Money & Banking

RBI move credit negative for banks, says Moody’s

Our Bureau Mumbai | Updated on September 10, 2019 Published on September 10, 2019

The volatility in net interest margins will translate into fluctuation in the overall profitability of banks.

The Reserve Bank of India’s direction to banks to link all new floating rate personal and retail loans, along with loans to micro and small enterprises (MSEs) to external benchmarks with effect from October 1, is credit negative for banks as it will limit their flexibility in managing interest rate risk, according to Moody’s Investors Service.

It said this could cause volatility in net interest margins (NIMs), in turn translating into volatility in the overall profitability of banks.

Also read: RBI’s external benchmark for loans: The good and the bad for borrowers

Under the new rules, the direct linkage between lending rates and funding costs will no longer exist. This will expose banks to asymmetrical movements in the cost of funding and loan yields, exposing them to interest rate risks, said the global credit rating agency.

Linked to MCLR

Currently, banks’ floating rate loans are benchmarked to the marginal cost of funds-based lending rates (MCLR). With changes in lending rates aligned to changes in the cost of funding, banks are able to mitigate their interest rate risk.

Under the new rules, Moody’s said banks will face interest rate risks, as while the floating rate loan book will get re-priced, only the non-CASA (current account, savings account) deposits will see a re-pricing on deposits.

Read more: Pitfalls of external reference for loan rates

This will cause volatility to banks’ NIMs, with NIMs rising when interest rates rise and falling when rates fall. It will translate into volatility in the overall profitability of banks, cautioned the agency.

Srikanth Vadlamani, VP-Sr Credit Officer, and Yustina Quek, Associate Analyst, in a report, said: “It is not clear if banks will be able to mitigate this risk by linking the interest rates on CASA deposits to an external benchmark. With interest rates already low on these deposits, a bank is unlikely to want them any lower as it will risk losing customers.”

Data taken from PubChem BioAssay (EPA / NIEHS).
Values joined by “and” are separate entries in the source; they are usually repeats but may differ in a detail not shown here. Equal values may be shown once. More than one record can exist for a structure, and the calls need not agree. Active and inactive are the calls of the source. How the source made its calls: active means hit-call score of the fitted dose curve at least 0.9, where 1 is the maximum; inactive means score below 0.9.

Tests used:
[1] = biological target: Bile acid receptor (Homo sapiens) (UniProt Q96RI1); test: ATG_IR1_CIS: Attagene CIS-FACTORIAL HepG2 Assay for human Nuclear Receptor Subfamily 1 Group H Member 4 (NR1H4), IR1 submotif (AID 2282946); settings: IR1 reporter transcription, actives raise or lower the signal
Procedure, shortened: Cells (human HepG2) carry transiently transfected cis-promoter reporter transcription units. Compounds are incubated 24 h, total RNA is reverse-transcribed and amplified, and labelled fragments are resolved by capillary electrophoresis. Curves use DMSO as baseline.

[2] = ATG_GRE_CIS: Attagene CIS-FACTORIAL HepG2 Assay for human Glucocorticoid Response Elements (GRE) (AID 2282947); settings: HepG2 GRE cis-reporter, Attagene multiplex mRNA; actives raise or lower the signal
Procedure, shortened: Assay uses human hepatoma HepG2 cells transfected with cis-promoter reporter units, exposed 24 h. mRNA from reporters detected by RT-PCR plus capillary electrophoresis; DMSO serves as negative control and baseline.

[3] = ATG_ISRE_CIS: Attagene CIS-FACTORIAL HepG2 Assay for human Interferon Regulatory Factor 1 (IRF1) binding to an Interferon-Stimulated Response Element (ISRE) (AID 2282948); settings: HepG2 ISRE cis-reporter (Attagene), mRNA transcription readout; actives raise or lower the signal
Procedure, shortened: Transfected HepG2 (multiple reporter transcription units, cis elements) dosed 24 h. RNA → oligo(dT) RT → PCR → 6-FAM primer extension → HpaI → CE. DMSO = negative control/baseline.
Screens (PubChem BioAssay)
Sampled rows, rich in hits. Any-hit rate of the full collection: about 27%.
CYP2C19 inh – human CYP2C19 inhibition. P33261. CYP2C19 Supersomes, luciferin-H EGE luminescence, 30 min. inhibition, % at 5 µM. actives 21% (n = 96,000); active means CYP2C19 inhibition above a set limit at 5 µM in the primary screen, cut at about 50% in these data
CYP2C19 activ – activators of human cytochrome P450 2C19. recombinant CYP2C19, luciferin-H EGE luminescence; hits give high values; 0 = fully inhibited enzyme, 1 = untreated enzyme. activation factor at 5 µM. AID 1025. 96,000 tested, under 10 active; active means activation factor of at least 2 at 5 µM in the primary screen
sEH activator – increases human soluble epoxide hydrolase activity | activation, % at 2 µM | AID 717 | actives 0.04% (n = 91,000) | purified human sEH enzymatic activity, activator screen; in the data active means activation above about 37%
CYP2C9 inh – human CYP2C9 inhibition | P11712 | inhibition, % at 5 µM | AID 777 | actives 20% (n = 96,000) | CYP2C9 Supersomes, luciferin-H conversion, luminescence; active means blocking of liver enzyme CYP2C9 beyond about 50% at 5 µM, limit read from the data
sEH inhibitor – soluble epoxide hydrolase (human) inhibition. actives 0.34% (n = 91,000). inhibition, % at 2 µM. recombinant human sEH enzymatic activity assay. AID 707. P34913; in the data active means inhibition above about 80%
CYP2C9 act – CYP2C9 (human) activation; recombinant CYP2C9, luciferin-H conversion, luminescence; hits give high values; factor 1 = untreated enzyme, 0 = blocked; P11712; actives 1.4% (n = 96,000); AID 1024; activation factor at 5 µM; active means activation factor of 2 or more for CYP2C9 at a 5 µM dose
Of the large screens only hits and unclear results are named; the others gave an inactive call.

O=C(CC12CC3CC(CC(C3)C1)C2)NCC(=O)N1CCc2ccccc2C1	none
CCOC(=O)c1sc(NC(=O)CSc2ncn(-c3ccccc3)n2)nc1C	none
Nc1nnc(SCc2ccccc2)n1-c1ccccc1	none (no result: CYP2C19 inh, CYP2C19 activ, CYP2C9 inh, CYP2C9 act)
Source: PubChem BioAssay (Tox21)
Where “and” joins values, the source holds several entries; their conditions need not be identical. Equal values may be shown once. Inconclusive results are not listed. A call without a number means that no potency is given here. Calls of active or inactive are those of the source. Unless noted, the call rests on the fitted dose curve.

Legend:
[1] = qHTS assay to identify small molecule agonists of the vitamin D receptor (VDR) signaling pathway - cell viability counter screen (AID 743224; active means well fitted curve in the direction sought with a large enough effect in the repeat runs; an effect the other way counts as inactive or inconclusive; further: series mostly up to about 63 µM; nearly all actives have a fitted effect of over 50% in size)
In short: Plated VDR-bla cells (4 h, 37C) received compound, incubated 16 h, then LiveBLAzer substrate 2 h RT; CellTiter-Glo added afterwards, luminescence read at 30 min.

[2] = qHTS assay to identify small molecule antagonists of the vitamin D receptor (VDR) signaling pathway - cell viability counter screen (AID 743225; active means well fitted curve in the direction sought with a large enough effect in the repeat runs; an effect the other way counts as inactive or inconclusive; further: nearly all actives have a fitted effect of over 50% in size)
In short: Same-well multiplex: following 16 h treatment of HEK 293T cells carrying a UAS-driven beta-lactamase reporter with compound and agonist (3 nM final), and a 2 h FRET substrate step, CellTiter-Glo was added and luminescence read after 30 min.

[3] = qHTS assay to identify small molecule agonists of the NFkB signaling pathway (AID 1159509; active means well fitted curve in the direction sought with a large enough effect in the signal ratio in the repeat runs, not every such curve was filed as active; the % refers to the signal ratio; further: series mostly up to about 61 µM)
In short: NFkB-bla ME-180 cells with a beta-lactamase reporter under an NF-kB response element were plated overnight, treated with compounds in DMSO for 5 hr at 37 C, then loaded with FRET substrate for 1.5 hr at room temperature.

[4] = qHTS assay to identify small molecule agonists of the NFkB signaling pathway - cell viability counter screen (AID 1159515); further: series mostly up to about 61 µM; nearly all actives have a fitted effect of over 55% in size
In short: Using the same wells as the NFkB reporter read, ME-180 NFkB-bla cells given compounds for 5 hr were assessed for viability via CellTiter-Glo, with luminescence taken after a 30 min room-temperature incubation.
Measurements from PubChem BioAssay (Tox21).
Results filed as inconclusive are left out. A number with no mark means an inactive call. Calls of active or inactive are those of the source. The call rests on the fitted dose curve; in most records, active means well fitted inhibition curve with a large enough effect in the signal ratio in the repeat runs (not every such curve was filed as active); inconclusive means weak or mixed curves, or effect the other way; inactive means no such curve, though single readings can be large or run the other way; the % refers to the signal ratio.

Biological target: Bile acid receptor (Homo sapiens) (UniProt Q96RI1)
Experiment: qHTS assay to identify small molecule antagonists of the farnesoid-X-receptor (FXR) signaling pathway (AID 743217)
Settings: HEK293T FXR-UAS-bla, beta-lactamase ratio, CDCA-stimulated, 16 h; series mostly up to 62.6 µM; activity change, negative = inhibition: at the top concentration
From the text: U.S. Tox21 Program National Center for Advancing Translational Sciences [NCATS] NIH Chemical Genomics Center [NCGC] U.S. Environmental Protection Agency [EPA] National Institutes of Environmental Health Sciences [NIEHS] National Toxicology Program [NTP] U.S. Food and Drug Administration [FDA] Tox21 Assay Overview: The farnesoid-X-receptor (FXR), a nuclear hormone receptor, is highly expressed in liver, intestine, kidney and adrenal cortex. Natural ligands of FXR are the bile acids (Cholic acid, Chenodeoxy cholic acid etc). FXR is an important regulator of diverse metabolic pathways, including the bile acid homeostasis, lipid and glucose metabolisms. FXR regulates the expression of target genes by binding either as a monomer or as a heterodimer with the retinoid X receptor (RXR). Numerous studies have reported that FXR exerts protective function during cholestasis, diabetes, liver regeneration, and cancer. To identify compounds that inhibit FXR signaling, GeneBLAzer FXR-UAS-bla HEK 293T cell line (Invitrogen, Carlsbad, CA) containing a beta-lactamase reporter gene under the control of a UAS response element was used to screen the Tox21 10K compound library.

Lack of single benchmark

The lack of a single benchmark that can consistently and accurately capture interest rate movements in the economy will also cause volatility to banks’ NIMs, the report said.

The Moody’s officials reasoned that movement in the certificate of deposits rate – seen as a proxy for the average incremental funding rate for the banking system – does not closely track the movement in the Treasury bill rate. Hence, benchmark selection will be difficult and will cause volatility to banks’ NIMs.

Emphasising that banks’ funding requirements are dynamic, the report said there are periods when a particular bank’s funding needs are high, and it will readily pay higher than market rates and vice-versa. The new rules will impede the ability of banks to reflect such changes in funding costs of their lending rates.

“The new rules will be applicable only to new personal, retail and MSE loans. Therefore, the near-term impact will be mitigated as new loans will be a relatively small portion of banks’ loan books to begin with. However, over time, most of the retail and MSE loans will transition to the new mechanism.

“This mandate will affect all rated Indian banks, although in varying ways. For banks with strong deposit franchises, the volatility in interest rates in the economy will have a bigger impact.

“For banks with comparatively weaker deposit franchises, the volatility of their own funding costs will have a bigger impact,” said Moody’s.

Published on September 10, 2019
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